28/05/2021 Asian stock markets rose along with U.S. futures solid economic data and President Joe Biden’s federal spending plans – reportedly to unveil a budget that would take federal spending to $6 trillion in the coming fiscal year. Japanese shares outperformed, alongside Hong Kong pushing higher aided by JD Logistics Inc.’s debut. A rise in industrial and financial shares fuelled a modest overall increase in Wall Street, while small-caps outperformed and the tech-heavy Nasdaq 100 slipped.
U.S. data included a drop in jobless claims to a fresh pandemic low.
Oil prices pushed higher supported by firm U.S. economic data and expectations of a strong rebound in global fuel demand in the third quarter, while concerns eased about the impact of any return of Iranian supplies. Brent crude futures gained 38 cents, 0.49%, to $69.80 a barrel while U.S. WTI crude was at $67.18 a barrel, up 0.51%. Gold was down this morning as a strengthening dollar and rising U.S. yields pressured the yellow metal. Gold futures inched down 0.14%, or $2.54, to $1,894.10.
The JSE closed firm 1.26% to 66,940 points and the Top-40 1.18%. Retailers leapt 6.27% as Mr Price announce headline profit grew in the second half to 21.6%, while it also gained market share. The retailer’s share gained the most on the day, up 11.72% to R220.47, bringing its year-to-date gains to just under 29.20%. The company declared a final dividend of 462.7c per share. The rand reached its best level since February 2019 in intraday trade at R13.67/$ in the morning, around 10H20; the local currency has managed to recoup 1.50% against the greenback for the week. Top-40 futures 248 points firm at the time of the writing.
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European shares finished mostly higher on Thursday, buoyed by better-than-expected data out of the US. The pan-European Stoxx 600 index climbed 0.27%, alongside the Cac-40 ahead by 0.69% to, while Germany’s Dax and the FTSE100 on the other hand dipped 0.28% and 0.10% respectively. HSBC reversed early losses after the bank said it was pulling out of US retail banking by selling some parts of the money-losing business and winding down others to focus on Asia, its biggest market. French plane maker Airbus jumped 9.2% after it set out sweeping goals to expand production of jetliners, as the airline industry recovers from the COVID-19 pandemic.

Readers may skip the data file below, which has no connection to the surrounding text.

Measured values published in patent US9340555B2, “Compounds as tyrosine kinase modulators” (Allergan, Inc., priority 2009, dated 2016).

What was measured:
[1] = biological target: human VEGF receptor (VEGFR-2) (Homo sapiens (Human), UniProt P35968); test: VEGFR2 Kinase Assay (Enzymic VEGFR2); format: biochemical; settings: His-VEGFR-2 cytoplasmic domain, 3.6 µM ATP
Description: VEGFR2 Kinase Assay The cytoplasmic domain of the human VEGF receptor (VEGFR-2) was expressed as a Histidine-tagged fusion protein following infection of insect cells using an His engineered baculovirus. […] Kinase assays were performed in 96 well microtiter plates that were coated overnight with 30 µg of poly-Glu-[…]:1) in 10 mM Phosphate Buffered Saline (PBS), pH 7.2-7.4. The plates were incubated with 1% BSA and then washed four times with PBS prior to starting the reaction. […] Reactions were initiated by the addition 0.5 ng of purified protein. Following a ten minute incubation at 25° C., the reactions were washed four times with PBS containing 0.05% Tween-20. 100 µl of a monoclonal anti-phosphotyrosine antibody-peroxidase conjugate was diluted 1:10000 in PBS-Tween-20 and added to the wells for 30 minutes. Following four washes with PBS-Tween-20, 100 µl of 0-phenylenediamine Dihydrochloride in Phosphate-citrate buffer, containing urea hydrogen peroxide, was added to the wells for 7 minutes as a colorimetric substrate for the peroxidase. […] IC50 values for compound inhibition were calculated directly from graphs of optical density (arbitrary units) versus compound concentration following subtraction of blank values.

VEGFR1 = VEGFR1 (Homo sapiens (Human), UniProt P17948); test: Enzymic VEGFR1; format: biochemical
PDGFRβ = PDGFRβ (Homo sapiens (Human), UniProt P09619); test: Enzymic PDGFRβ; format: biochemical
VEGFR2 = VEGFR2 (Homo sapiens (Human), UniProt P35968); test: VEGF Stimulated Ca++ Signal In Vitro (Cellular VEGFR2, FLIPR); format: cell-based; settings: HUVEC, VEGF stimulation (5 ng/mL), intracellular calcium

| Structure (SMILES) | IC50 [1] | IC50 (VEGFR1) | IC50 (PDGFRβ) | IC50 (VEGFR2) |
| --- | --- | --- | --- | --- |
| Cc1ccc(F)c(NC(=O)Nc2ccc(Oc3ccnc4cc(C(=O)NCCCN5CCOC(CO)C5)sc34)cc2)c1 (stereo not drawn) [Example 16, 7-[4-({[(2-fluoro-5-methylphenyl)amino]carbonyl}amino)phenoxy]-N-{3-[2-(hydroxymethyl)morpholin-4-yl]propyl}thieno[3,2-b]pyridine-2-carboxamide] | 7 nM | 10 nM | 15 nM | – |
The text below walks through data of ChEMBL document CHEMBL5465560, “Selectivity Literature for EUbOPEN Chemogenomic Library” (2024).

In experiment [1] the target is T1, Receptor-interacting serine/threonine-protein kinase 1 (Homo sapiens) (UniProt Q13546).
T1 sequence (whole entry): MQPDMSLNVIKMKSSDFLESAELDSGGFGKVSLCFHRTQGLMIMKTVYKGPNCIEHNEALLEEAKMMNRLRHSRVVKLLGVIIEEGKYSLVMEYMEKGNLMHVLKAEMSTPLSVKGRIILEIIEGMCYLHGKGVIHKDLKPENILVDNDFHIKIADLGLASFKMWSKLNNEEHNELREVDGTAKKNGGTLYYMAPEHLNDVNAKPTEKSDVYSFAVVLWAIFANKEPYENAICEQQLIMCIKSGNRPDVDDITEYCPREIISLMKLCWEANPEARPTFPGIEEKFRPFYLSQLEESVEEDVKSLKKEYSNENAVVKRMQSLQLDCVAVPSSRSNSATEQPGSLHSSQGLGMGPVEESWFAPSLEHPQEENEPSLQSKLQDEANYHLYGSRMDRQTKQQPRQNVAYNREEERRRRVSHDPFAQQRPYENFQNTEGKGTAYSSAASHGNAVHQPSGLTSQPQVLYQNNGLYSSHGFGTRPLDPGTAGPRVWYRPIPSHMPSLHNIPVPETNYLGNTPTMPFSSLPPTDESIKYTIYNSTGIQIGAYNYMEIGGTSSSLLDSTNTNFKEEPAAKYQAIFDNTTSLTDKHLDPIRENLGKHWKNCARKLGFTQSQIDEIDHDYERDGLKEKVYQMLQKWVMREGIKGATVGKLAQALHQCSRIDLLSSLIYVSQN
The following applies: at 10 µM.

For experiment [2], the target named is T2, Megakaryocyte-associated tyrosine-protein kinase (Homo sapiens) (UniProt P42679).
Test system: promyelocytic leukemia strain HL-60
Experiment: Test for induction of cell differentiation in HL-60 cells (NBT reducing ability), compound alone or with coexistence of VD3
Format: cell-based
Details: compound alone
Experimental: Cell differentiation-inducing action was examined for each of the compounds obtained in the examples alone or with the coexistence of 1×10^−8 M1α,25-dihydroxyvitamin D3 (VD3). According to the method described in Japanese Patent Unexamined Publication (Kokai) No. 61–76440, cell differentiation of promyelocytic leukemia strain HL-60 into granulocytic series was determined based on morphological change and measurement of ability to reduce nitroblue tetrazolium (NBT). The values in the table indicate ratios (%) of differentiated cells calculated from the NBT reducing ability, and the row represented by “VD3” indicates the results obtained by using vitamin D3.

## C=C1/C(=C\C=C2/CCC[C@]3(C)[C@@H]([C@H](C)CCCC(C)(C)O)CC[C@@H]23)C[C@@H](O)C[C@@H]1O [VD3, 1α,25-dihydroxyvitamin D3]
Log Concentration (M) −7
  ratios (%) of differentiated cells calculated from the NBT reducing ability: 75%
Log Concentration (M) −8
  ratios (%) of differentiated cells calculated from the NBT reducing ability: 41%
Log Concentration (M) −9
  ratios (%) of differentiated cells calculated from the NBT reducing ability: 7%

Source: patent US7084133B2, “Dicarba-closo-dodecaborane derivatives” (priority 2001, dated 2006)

Wall Street stocks closed higher as investors mulled over this week’s jobless data from the Department of Labour. The Dow closed 0.41%, while the S&P 500 was 0.12% firmer and the Nasdaq saw out the session 0.01% weaker at 13,736.28. The S&P 500 Index rose for a third time in four sessions while cyclical sectors jumped as investors assessed an improving economy, risks of higher inflation and a slew of retailer earnings. The initial jobless claims coming in at 406,000 in the week ended 15 May, the figure was also below analyst estimates of 444,000 and a fresh pandemic-era low. GDP grew at a 6.4% seasonally-adjusted annual rate in the first quarter, in line with estimates, setting the US economy on course to pull above pre-pandemic levels in the current quarter. Equity futures firmly in the green, with the Dow futures outperforming, giving thumbs up to the positive economic data released on Thursday.
Asian stocks on course for a seventh day of gains on Friday as investors bet the U.S. will lead the world out of the COVID-19 pandemic, with the focus turning to a multi-trillion dollar spending boost by the Biden’s administration. Tokyo led the advance, with the Nikkei jumping 2.11%. There were 209 advancers in the Nikkei index against 14 decliners. MSCI’s broadest index of Asia-Pacific shares outside Japan added 0.69%, or 700.80 points, hitting its highest level this month. Chinese blue chip CSI300 slipping 0.1% just after the open. Hang Seng firm 0.63%, alongside Aussie’s ASX 200 gaining 1.25%.